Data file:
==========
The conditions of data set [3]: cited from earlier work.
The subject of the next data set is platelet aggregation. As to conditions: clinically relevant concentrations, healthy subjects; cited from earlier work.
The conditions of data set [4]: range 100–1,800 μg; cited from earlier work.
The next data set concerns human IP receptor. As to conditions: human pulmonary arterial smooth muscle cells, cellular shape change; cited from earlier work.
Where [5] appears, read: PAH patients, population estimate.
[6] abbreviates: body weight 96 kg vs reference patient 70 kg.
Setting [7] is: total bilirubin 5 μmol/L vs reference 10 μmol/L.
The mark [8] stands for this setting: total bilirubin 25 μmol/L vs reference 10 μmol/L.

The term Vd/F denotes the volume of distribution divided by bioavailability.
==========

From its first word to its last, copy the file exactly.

The conditions of data set [3]: cited from earlier work.
The subject of the next data set is platelet aggregation. As to conditions: clinically relevant concentrations, healthy subjects; cited from earlier work.
The conditions of data set [4]: range 100–1,800 μg; cited from earlier work.
The next data set concerns human IP receptor. As to conditions: human pulmonary arterial smooth muscle cells, cellular shape change; cited from earlier work.
Where [5] appears, read: PAH patients, population estimate.
[6] abbreviates: body weight 96 kg vs reference patient 70 kg.
Setting [7] is: total bilirubin 5 μmol/L vs reference 10 μmol/L.
The mark [8] stands for this setting: total bilirubin 25 μmol/L vs reference 10 μmol/L.

The term Vd/F denotes the volume of distribution divided by bioavailability.